In his lecture on The Developmental Psychology of the Black Child, Dr. Amos Wilson suggests “the reason you have children will influence their development...it will indicate, then, that to a degree and in some way, the black community itself has been induced in helping to bring about inferiority in their children.”
In 1971, the Yale professor Robin Winks wrote that Black Canadians wanted “nothing more than to be accepted as quiet Canadians.”
The first meeting of what would later become the National Association for the Advancement of Colored People (NAACP) took place in 1905 in Fort Erie near Niagara Falls, Canada. Legendary thinkers such as W.E.B. Du Bois attended.
“We are socialized to accept less.” This is part of a quote from my friend, Angelina, as we were having a discussion on relationships. She went on to say that as a black woman, she has to give allowances to black men for our bad behaviour. She made it clear that she isn’t the exception, either. That most black women share this mindset.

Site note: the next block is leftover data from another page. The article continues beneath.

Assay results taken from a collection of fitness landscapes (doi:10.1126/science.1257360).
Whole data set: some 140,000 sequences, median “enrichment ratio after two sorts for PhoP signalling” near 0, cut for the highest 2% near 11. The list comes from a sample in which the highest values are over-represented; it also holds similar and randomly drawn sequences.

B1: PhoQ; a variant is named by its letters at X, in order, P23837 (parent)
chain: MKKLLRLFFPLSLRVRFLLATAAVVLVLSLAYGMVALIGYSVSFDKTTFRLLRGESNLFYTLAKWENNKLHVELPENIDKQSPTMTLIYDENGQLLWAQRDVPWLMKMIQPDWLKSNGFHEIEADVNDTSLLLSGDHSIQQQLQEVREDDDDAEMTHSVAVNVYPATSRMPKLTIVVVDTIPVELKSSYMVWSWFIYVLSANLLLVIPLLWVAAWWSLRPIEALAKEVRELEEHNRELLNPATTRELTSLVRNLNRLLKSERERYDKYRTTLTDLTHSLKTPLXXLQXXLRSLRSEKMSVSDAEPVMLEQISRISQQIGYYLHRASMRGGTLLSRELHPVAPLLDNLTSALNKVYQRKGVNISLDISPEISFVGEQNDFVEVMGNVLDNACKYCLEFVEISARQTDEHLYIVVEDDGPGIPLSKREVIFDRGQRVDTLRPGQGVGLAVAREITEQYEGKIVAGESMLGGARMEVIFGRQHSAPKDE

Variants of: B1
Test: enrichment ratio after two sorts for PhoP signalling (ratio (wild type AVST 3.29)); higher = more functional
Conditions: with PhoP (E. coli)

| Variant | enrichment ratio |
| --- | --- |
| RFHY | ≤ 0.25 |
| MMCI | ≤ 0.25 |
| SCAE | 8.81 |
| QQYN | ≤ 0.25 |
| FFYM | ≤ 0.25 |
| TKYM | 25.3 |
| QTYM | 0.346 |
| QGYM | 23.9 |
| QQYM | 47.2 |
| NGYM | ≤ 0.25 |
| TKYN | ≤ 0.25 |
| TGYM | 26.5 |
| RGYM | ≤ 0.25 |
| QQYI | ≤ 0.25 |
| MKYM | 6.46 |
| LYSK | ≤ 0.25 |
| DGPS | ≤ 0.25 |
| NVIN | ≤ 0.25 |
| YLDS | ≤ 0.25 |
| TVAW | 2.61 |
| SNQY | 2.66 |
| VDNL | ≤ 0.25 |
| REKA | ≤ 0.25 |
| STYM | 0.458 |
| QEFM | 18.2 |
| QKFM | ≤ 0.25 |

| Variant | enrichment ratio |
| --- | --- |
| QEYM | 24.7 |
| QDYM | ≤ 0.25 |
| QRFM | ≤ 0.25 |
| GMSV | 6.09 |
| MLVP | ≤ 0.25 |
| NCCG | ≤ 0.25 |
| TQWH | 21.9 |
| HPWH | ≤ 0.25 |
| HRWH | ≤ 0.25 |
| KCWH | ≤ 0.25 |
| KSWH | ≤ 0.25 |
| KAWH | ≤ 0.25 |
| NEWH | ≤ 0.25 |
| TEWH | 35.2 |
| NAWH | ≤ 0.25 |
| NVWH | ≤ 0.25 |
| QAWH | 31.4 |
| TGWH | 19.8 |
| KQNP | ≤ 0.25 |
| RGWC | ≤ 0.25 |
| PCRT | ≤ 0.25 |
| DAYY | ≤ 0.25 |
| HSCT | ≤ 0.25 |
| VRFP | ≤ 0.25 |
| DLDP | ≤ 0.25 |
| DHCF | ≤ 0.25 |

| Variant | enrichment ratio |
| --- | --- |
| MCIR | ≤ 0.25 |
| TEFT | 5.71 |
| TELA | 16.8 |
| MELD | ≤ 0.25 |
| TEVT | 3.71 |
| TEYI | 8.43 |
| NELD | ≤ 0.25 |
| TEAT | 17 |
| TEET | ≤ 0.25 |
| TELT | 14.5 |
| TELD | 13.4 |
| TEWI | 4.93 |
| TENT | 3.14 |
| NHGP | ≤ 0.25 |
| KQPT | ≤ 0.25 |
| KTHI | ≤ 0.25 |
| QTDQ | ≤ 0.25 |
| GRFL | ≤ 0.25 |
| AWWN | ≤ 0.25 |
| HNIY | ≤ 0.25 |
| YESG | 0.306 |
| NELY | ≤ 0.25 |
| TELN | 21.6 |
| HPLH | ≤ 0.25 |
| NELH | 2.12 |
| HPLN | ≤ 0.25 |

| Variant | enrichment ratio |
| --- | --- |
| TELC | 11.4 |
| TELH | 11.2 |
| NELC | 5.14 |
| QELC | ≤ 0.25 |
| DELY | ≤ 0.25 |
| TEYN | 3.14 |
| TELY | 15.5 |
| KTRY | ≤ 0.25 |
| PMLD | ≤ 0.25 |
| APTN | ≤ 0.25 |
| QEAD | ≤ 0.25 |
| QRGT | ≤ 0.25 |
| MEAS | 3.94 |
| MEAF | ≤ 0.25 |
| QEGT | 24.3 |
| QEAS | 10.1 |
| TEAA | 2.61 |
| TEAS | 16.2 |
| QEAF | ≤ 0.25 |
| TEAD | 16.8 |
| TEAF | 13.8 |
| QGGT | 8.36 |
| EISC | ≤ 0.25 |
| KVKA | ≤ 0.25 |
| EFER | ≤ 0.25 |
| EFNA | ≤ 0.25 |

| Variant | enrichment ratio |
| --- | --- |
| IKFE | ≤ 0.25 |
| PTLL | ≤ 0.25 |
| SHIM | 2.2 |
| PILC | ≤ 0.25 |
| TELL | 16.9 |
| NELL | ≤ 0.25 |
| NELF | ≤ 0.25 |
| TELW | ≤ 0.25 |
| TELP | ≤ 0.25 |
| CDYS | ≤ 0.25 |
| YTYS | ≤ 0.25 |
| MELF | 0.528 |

We have a responsibility as black writers to share our stories. That’s the new narrative for writers of colour.
These thoughts have been weighing on my heart and lately, I can’t escape them. As close as my daughter and I are now, as much as we’ve been through together and as much as I know she’s genuinely happy, there’s this constant feeling of guilt and shame that still haunts me.
Renowned visual artist Mickalene Thomas has taken over the fifth-floor gallery space of the Art Gallery of Ontario (AGO) with her show “Femmes Noires.”
Both the Santa story and consumer culture promote the ideal of wish-fulfilment, but parents can model adaptability and a healthy understanding of limitations by supporting children through disappointment.
Recently, posters were discovered on several walls at the University of Manitoba with the statement, “It’s okay to be white.”